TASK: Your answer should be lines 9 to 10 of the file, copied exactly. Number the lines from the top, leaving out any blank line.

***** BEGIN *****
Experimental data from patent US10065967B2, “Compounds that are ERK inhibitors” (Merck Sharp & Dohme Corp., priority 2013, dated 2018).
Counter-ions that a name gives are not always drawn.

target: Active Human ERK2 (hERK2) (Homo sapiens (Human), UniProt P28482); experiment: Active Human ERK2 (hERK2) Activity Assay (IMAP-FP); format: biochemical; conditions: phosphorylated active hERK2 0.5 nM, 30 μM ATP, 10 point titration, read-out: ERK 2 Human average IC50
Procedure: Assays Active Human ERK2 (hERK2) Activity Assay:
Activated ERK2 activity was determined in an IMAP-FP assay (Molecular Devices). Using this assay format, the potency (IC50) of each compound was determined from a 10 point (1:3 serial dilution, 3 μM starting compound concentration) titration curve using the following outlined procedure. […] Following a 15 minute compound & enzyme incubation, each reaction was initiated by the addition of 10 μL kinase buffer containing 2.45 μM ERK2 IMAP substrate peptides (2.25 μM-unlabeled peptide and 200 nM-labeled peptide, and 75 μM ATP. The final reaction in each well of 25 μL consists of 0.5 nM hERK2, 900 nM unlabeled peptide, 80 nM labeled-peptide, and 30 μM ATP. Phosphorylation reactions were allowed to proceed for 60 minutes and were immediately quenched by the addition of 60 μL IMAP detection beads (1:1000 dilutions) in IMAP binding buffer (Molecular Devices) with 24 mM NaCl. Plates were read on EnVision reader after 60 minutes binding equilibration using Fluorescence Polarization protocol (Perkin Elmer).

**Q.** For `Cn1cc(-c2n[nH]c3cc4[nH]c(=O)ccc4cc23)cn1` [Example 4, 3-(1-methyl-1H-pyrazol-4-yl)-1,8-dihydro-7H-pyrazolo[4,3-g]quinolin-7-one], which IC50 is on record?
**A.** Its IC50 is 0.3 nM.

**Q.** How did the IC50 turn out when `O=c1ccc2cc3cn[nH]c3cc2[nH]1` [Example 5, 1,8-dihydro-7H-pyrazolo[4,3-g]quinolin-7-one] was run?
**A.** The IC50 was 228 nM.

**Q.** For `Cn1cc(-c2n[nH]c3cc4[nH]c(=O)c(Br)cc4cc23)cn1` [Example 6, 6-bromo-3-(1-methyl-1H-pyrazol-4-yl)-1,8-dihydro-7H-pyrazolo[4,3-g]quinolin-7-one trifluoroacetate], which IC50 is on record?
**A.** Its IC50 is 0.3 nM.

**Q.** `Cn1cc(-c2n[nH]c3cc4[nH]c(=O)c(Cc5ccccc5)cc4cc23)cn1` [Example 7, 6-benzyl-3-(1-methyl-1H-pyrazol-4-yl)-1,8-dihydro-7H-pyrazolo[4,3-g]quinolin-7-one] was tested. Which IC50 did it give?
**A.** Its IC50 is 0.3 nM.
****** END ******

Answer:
**A.** The IC50 was 228 nM.

**Q.** For `Cn1cc(-c2n[nH]c3cc4[nH]c(=O)c(Br)cc4cc23)cn1` [Example 6, 6-bromo-3-(1-methyl-1H-pyrazol-4-yl)-1,8-dihydro-7H-pyrazolo[4,3-g]quinolin-7-one trifluoroacetate], which IC50 is on record?